With rapid and ongoing improvements in vehicle charging speeds, should we be setting higher expectations for the speed of Canada’s electric vehicle fast chargers?

Electric vehicle adoption in Canada is growing at an exponential rate. EV sales recently exceeded 3.5 percent of total sales, taking the number of EVs on the road to about 120,000. The growth rate is 28 percent nationally and more than 150 percent in certain provinces. If EVs imported from the U.S. and sold as used vehicles are included, the number is even higher.

The level of EV adoption isn’t the only thing that is rapidly changing: charging technology and vehicle charging capacity are as well. And right now, that presents an opportunity for Canada’s EV charging infrastructure to leap ahead.

When it comes to charging, the closest gas station equivalent — known as Direct Current Fast Charging (DCFC) — typically provides a charging rate of 50kW through a CHAdeMO or CCS Combo connector. That rate has been the norm for the past decade, reflecting the capacity of older-era EVs to charge at a maximum rate of 50kW.

Speeds up, times cut

However, all leading EV models now accept a DCFC charging rate of 75kW to 150kW or more. Likewise, we are now seeing DCFC stations capable of delivering charging speeds from 50kW up to 350kW, sometimes referred to as High Power Charging (HPC). In combination, this technology has cut charging times to as little as 10 or 20 minutes.

HPC systems aren’t just faster. They’re also configured differently. In a typical 50kW DCFC installation, the charging unit is integrated within each charging station. An HPC service, on the other hand, is designed like a gas station (where one storage tank feeds multiple pumps) with a centralized power unit feeding one or multiple user units.

This HPC design allows lower-cost future expansion for a site where multiple DCFC charging stations are planned. It is an approach adopted by Tesla with its proprietary supercharger network, but we are now also seeing others following suit with Ionity, Circle K, and Fastned in Europe. In North America, Electrify America has started using this approach but is still in testing before mass deployment, while Electrify Canada’s first installation, in Ontario, is an HPC station capable of a 75-350kWh charging rate.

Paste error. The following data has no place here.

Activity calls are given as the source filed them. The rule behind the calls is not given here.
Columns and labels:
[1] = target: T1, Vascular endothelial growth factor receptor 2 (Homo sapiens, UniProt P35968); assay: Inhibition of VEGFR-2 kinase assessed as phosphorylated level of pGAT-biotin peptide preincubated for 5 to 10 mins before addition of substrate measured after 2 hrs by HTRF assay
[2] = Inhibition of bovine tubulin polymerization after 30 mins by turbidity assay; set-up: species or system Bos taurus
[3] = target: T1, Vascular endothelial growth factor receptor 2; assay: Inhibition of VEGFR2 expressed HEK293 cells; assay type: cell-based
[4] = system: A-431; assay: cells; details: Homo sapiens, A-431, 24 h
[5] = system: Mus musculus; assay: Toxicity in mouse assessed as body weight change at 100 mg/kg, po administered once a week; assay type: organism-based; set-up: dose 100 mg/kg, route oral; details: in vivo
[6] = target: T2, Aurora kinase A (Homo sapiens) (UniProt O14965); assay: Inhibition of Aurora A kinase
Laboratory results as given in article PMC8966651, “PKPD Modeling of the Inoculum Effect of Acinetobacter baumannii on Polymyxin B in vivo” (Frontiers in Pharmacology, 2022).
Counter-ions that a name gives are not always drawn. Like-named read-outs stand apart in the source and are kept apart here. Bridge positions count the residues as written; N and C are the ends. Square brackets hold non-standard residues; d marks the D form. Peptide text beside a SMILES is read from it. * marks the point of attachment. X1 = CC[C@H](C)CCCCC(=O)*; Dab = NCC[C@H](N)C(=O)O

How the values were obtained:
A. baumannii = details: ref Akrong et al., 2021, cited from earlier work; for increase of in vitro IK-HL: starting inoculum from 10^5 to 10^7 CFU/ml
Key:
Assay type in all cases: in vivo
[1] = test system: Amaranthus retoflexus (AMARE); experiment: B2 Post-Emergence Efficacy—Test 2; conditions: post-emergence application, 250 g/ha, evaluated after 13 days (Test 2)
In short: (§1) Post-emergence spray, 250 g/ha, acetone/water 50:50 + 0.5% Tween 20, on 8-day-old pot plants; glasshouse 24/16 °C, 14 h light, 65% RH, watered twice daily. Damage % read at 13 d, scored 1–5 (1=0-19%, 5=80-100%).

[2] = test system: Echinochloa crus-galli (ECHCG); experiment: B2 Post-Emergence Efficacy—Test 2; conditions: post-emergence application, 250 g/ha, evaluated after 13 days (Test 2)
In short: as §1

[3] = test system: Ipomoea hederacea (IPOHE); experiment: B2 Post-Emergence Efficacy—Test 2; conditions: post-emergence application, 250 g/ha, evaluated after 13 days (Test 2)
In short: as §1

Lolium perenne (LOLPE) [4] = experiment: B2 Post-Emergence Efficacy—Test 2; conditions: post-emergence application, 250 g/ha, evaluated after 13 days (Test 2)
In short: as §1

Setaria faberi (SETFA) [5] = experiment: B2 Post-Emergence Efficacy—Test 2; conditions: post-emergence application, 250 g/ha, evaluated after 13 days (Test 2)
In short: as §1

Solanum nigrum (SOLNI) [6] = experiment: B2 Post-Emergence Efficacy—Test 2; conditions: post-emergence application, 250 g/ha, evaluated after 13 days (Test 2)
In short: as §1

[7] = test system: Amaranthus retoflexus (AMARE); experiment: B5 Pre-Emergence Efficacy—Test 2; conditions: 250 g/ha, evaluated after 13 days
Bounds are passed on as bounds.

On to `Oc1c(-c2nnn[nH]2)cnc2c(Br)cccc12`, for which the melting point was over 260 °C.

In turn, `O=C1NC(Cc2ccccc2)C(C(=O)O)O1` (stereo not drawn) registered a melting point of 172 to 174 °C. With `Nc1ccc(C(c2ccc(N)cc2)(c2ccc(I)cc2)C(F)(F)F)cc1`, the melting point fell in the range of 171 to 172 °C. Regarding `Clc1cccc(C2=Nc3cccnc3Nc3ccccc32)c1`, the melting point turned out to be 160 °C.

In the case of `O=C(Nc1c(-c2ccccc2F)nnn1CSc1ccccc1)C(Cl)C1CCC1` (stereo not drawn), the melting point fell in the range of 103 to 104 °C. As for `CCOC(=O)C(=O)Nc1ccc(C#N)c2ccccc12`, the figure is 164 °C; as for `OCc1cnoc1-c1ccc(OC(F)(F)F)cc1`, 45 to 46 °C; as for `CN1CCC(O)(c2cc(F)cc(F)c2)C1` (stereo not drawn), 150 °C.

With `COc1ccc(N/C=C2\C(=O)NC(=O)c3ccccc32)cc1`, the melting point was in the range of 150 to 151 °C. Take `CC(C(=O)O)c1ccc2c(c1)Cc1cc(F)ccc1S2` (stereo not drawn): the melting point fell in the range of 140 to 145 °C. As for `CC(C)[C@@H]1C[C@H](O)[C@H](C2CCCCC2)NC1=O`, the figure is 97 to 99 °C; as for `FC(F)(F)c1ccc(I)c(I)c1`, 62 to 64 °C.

The future is today

Despite the emergence of HPC systems, many new DCFCs are still 50kW chargers. The main reason installers are sticking with 50kW stations is cost. A 150kW charger is significantly more expensive upfront.

Yet because at this point every new charging station is being subsidized with federal incentives through NRCAN (up to $50,000 per charger), this means the government is paying for new stations that, in at least some circumstances, may not be optimal for the lifetime they are intended to serve. It also means drivers with new EVs that are capable of a 20-minute charge are often having to settle for a 40-minute charge (and possibly wait longer in line) due to a lack of HPC infrastructure.

This isn’t to say 50kW DCFCs don’t still have a place. In low-traffic areas or remote areas where power is limited and there isn’t as much demand, they’re still appropriate. Likewise, if it’s a single station at a community centre or grocery store where users are going to be there for 30 minutes or an hour, they make sense. But for any installation in a potentially high-volume area, and where expansion in the future is likely, it just makes sense to take a future-proofing approach with a higher-power, expandable system rather than one where any upgrade means starting over from scratch.

Revise the terms

The two rounds of NRCAN funding for charging stations to date have been a great program. But moving forward, assuming the newly elected government intends to continue supporting new charging infrastructure, there’s a strong argument that it revise the program’s terms to require DCFC charging infrastructure in an HPC design format. Such a change would move us beyond the current “quick fix” mindset around EV charging infrastructure and be a sign of bigger aspirations. After all, we are building a charging network to power Canada’s future.

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